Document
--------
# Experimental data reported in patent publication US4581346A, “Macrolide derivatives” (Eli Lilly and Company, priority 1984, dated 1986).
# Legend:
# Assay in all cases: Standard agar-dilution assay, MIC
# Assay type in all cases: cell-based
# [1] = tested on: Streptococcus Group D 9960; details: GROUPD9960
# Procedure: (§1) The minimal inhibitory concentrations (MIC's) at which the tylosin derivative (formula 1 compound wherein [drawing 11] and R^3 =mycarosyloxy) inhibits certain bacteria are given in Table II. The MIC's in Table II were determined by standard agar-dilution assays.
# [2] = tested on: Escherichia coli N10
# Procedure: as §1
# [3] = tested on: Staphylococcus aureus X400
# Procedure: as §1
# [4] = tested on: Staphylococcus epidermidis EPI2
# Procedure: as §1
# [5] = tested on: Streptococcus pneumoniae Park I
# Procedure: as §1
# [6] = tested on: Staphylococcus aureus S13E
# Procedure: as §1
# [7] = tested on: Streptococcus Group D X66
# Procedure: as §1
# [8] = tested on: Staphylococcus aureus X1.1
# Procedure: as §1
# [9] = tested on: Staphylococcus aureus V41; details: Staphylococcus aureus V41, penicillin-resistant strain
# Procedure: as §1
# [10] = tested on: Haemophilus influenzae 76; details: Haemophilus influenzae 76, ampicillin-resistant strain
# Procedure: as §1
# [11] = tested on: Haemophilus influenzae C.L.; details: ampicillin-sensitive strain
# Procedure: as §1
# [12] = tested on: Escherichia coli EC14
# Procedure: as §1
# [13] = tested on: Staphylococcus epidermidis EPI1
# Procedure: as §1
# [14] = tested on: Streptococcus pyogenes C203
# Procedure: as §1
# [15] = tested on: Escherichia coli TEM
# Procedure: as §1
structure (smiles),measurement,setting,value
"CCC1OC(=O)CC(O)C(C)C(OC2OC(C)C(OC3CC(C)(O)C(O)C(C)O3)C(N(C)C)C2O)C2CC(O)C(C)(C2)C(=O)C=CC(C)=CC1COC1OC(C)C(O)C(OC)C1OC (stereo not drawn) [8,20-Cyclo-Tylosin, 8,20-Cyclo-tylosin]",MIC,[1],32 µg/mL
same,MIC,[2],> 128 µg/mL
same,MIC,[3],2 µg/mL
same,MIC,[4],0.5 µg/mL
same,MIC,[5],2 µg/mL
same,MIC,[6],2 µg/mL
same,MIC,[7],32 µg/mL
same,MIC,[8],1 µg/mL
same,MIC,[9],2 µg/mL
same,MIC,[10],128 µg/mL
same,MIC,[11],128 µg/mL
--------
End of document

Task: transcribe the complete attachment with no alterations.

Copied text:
# Experimental data reported in patent publication US4581346A, “Macrolide derivatives” (Eli Lilly and Company, priority 1984, dated 1986).
# Legend:
# Assay in all cases: Standard agar-dilution assay, MIC
# Assay type in all cases: cell-based
# [1] = tested on: Streptococcus Group D 9960; details: GROUPD9960
# Procedure: (§1) The minimal inhibitory concentrations (MIC's) at which the tylosin derivative (formula 1 compound wherein [drawing 11] and R^3 =mycarosyloxy) inhibits certain bacteria are given in Table II. The MIC's in Table II were determined by standard agar-dilution assays.
# [2] = tested on: Escherichia coli N10
# Procedure: as §1
# [3] = tested on: Staphylococcus aureus X400
# Procedure: as §1
# [4] = tested on: Staphylococcus epidermidis EPI2
# Procedure: as §1
# [5] = tested on: Streptococcus pneumoniae Park I
# Procedure: as §1
# [6] = tested on: Staphylococcus aureus S13E
# Procedure: as §1
# [7] = tested on: Streptococcus Group D X66
# Procedure: as §1
# [8] = tested on: Staphylococcus aureus X1.1
# Procedure: as §1
# [9] = tested on: Staphylococcus aureus V41; details: Staphylococcus aureus V41, penicillin-resistant strain
# Procedure: as §1
# [10] = tested on: Haemophilus influenzae 76; details: Haemophilus influenzae 76, ampicillin-resistant strain
# Procedure: as §1
# [11] = tested on: Haemophilus influenzae C.L.; details: ampicillin-sensitive strain
# Procedure: as §1
# [12] = tested on: Escherichia coli EC14
# Procedure: as §1
# [13] = tested on: Staphylococcus epidermidis EPI1
# Procedure: as §1
# [14] = tested on: Streptococcus pyogenes C203
# Procedure: as §1
# [15] = tested on: Escherichia coli TEM
# Procedure: as §1
structure (smiles),measurement,setting,value
"CCC1OC(=O)CC(O)C(C)C(OC2OC(C)C(OC3CC(C)(O)C(O)C(C)O3)C(N(C)C)C2O)C2CC(O)C(C)(C2)C(=O)C=CC(C)=CC1COC1OC(C)C(O)C(OC)C1OC (stereo not drawn) [8,20-Cyclo-Tylosin, 8,20-Cyclo-tylosin]",MIC,[1],32 µg/mL
same,MIC,[2],> 128 µg/mL
same,MIC,[3],2 µg/mL
same,MIC,[4],0.5 µg/mL
same,MIC,[5],2 µg/mL
same,MIC,[6],2 µg/mL
same,MIC,[7],32 µg/mL
same,MIC,[8],1 µg/mL
same,MIC,[9],2 µg/mL
same,MIC,[10],128 µg/mL
same,MIC,[11],128 µg/mL